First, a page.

As the title suggests, this monograph features the physicochemical behavior and supramolecular organization of polymers. The book consists of four chapters dealing with solution properties, viscoelastic behavior, physicochemical aspects at interfaces and supramolecular structures of polymeric systems. The classical treatment of the physicochemical behavior of polymers is presented in such a way that the book will meet the requirements of a beginner in the study of polymeric systems in solution and in some aspects of the solid state, as well as those of the experienced researcher in other types of materials. Physicochemical behavior and Supramolecular Organization of Polymers is ultimately, a contribution to the chemistry of materials; it is a powerful reference tool for students and scientists working both in polymer chemistry, polymer physics and materials science.
I. Polymer Solution Behavior. Polymer in Pure Solvent and in Mixed Solvent.
1.1 Introduction. Solution Properties.
1.2 Polymer Solutions in Good Solvents. Excluded-Volume effects.
1.3 Theta Condition.
1.4 Concentration Regimes.
1.5 Critical Phenomena in Polymer Solutions.
1.6 Polymers in Binary solvens. Cosolvency Effects. Preferential Adsorption phenomena.
1.7 Thermodynamical Description. Association Equilibria Theory.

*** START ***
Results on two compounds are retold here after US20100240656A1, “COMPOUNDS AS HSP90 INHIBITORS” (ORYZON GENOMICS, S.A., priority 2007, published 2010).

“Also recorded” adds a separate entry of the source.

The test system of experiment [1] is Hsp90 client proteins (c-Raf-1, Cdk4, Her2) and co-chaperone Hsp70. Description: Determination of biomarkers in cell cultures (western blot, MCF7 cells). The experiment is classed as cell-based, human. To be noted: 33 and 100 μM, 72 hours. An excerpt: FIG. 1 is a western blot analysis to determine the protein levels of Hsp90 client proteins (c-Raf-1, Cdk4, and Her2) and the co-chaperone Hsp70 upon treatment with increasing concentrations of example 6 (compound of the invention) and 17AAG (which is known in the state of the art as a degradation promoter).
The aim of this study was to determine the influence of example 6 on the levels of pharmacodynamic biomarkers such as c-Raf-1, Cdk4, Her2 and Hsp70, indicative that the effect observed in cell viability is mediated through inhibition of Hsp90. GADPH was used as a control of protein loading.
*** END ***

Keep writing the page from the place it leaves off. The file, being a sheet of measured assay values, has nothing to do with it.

II. Viscoelastic Behavior of Polymers.
2.2 The Nature of Viscoelasticity.
2.3 Mechanical Dynamical and Dielectric Relaxations.
2.4 Molecular Theories.
2.5 Viscoelastic Properties of Poly (methacrylates), Poly (itaconates) and Poly (carbonates).
III. Physicochemical Aspects of Polymer at Interfaces.
3.2 Langmuir monolayers and Langmuir-Blodgett Films.
3.3 Amphiphilic block Copolymer Behavior.
3.4 Polymer Adsorption from solution.
3.5 Wettability and Contact Angles.
IV. Complex Polymeric Systems. Macromolecular Structures Organization. Design and Formation using Interfaces and Cyclic Molecules.
4.2 Inclusion Complexes between Polymers and Cyclic molecules. Surface Activity.
4.3 Block Copolymers and dendronized Polymers at the Interfaces. Self–Assembles Effect of Molecular Architectures.
Prof. Dr. Ligia Gargallo, BSc., PhD, (full professor) is the 2007 L'Oreal UNESCO Laureate. She was was born in 1934 and studied Pharmaceutical Chemistry. Prof. Gargallo obtained her Ph.D. in Physical Chemistry in 1971 and is a Full Professor at the Pontificia Universidad Catolica de Chile which she joined in 1976. Expertise includes university teaching and research in Physical Chemistry and Polymer Science.
Her co-author Prof. Dr. Deodato Radic is also professor at Pontificia Universidad Catolica de Chile.